After foreign actors have launched cyberattacks and interfered with the domestic power grid, financial firms, and U.S. election infrastructure – namely Russia – the U.S. military is reportedly taking a more aggressive stance against foreign government hackers. Preventative cyberstrikes are now being touted as a “defend forward” policy on part of the Pentagon “to disrupt or halt malicious cyber activity at its source, including activity that falls below the level of armed conflict.”
The Department of Defense’s new “Cyber Strategy” now emphasizes an intention to “build a more lethal force” of first-strike hackers.
In April, Congresswoman Liz Cheney (R-WY) said in a report from FCW, “It’s absolutely incumbent upon this administration in light of this threat to provide some guidance…and it’s hard because we’re in a whole new world and our adversaries are moving forward.” Furthermore, she explained that the inability to define a potential or even active threat thwarts proper guidance on how the U.S. will operate in such a situation. Without the ability to clearly define adversaries, U.S. defense has lacked a deterrence policy.
Typically, a nation’s cyber warriors will establish a computer network in a secondary country before launching an attack on a third country. For instance, a cyberattack on part of the Russian government may be carried out by computers based in Britain, unbeknownst to them. Therefore, the new defense policy gives the U.S. military more authority to act on its own – even if it ends up being against computer networks based in allied countries.
Until recently, if the National Security Agency (NSA) observed Russian hackers building a computer network in a Western European country, the president’s National Security Council would need to weigh in before any action is taken. Now, according to Jason Healey, a senior research scholar at Columbia University and former George W. Bush White House cyber official, the new strategy provides a road map for the military to wipe out the enemy computer network in a friendly country, as stated in a report from CNN.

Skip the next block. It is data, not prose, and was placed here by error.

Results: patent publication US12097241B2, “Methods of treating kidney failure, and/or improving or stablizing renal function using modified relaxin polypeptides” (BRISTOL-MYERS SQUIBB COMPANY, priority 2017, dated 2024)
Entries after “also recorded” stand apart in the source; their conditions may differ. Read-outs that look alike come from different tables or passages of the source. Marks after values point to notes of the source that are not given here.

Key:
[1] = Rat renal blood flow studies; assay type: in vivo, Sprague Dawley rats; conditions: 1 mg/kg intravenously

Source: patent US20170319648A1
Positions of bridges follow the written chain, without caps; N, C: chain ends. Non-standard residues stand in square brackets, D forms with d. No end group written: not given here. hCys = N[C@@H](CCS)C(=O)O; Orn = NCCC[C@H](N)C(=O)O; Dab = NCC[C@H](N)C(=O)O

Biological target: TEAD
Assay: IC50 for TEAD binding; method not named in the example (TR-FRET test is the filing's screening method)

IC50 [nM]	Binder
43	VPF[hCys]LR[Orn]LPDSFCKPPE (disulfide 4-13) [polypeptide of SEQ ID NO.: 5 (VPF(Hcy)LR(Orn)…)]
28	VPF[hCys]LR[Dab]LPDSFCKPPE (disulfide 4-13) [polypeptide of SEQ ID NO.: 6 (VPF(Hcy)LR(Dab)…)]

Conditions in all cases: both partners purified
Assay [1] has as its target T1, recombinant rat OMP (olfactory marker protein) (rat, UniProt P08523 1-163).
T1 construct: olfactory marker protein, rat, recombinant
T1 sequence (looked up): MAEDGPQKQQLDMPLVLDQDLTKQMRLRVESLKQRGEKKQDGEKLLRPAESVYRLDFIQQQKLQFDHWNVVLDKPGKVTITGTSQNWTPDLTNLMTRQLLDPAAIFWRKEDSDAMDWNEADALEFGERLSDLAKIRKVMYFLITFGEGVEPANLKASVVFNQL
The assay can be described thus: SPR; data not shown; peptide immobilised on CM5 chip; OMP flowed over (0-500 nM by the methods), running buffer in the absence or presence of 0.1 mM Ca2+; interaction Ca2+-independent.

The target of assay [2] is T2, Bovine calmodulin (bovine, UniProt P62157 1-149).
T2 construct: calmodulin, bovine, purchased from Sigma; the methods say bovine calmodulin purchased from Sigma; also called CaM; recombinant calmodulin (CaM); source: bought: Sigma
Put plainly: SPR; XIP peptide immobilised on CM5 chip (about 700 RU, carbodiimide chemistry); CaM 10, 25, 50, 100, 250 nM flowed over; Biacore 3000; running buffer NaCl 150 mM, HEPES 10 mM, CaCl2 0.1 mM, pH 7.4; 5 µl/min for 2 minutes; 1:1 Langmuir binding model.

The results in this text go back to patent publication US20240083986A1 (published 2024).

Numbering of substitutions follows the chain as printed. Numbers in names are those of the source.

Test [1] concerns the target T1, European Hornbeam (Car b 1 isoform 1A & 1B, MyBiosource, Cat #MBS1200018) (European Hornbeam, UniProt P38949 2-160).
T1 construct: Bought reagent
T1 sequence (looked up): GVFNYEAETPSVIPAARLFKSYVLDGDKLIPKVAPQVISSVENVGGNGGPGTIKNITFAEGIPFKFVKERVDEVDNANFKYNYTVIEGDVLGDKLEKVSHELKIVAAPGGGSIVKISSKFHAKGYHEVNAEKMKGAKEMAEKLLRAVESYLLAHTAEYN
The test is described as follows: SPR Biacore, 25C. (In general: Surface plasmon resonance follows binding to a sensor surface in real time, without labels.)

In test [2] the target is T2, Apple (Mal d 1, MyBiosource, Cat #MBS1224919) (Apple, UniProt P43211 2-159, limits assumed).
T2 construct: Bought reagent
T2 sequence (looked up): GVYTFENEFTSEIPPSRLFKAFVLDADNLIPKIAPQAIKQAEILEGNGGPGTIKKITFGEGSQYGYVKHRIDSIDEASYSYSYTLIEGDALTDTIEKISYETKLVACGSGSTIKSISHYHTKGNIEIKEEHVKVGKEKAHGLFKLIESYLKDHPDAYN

Around the world, there has been a growing threat from government-sponsored cyberattacks that disrupt civilian life. In fact, the victims of cyberattacks are usually in the private sector.
For example, in 2015, Moscow was formally accused of hacking Ukraine’s electric grid that led to widespread power outages, plunging the country in chaos. In 2016 and 2017, North Korea stole $81 million from Bangladesh’s central bank and carried out a worldwide attack on Microsoft computers through a ransomware attack known as “WannaCry 2.0.”
The Defense Department’s new strategy will not target civilian infrastructure, due to the fact that the U.S. must abide by a United Nations agreement that prohibits “damaging civilian critical infrastructure during peacetime.” Though, the Trump Administration is moving forward with allowing the military to have more autonomy over cyberattacks.